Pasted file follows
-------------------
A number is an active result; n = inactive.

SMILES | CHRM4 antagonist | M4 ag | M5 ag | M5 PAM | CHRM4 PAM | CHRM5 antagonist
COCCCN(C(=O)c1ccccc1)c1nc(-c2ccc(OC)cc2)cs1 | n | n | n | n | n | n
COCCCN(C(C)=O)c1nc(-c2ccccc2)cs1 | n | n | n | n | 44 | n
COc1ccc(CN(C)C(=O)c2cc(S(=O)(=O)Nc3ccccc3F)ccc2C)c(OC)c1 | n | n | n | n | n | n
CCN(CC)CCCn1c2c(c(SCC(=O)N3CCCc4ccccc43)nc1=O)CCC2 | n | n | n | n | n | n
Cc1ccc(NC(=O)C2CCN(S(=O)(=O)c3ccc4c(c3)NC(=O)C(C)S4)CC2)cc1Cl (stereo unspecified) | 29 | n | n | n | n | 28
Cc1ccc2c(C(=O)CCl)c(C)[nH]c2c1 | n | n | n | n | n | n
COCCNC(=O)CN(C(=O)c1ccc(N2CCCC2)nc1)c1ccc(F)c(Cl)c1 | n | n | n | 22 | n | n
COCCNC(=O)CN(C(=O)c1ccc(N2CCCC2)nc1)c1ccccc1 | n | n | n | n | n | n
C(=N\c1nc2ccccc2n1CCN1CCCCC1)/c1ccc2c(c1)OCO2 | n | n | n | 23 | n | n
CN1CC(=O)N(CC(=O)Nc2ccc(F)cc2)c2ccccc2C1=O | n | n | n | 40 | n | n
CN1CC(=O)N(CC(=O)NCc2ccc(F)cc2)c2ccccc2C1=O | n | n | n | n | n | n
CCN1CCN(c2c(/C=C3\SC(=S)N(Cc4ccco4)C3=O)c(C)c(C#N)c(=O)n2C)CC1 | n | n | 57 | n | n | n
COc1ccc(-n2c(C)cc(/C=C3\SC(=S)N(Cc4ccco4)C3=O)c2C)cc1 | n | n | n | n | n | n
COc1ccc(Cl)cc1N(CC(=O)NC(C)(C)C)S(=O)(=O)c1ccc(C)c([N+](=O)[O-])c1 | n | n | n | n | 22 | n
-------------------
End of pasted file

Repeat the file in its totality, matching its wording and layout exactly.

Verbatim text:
A number is an active result; n = inactive.

SMILES | CHRM4 antagonist | M4 ag | M5 ag | M5 PAM | CHRM4 PAM | CHRM5 antagonist
COCCCN(C(=O)c1ccccc1)c1nc(-c2ccc(OC)cc2)cs1 | n | n | n | n | n | n
COCCCN(C(C)=O)c1nc(-c2ccccc2)cs1 | n | n | n | n | 44 | n
COc1ccc(CN(C)C(=O)c2cc(S(=O)(=O)Nc3ccccc3F)ccc2C)c(OC)c1 | n | n | n | n | n | n
CCN(CC)CCCn1c2c(c(SCC(=O)N3CCCc4ccccc43)nc1=O)CCC2 | n | n | n | n | n | n
Cc1ccc(NC(=O)C2CCN(S(=O)(=O)c3ccc4c(c3)NC(=O)C(C)S4)CC2)cc1Cl (stereo unspecified) | 29 | n | n | n | n | 28
Cc1ccc2c(C(=O)CCl)c(C)[nH]c2c1 | n | n | n | n | n | n
COCCNC(=O)CN(C(=O)c1ccc(N2CCCC2)nc1)c1ccc(F)c(Cl)c1 | n | n | n | 22 | n | n
COCCNC(=O)CN(C(=O)c1ccc(N2CCCC2)nc1)c1ccccc1 | n | n | n | n | n | n
C(=N\c1nc2ccccc2n1CCN1CCCCC1)/c1ccc2c(c1)OCO2 | n | n | n | 23 | n | n
CN1CC(=O)N(CC(=O)Nc2ccc(F)cc2)c2ccccc2C1=O | n | n | n | 40 | n | n
CN1CC(=O)N(CC(=O)NCc2ccc(F)cc2)c2ccccc2C1=O | n | n | n | n | n | n
CCN1CCN(c2c(/C=C3\SC(=S)N(Cc4ccco4)C3=O)c(C)c(C#N)c(=O)n2C)CC1 | n | n | 57 | n | n | n
COc1ccc(-n2c(C)cc(/C=C3\SC(=S)N(Cc4ccco4)C3=O)c2C)cc1 | n | n | n | n | n | n
COc1ccc(Cl)cc1N(CC(=O)NC(C)(C)C)S(=O)(=O)c1ccc(C)c([N+](=O)[O-])c1 | n | n | n | n | 22 | n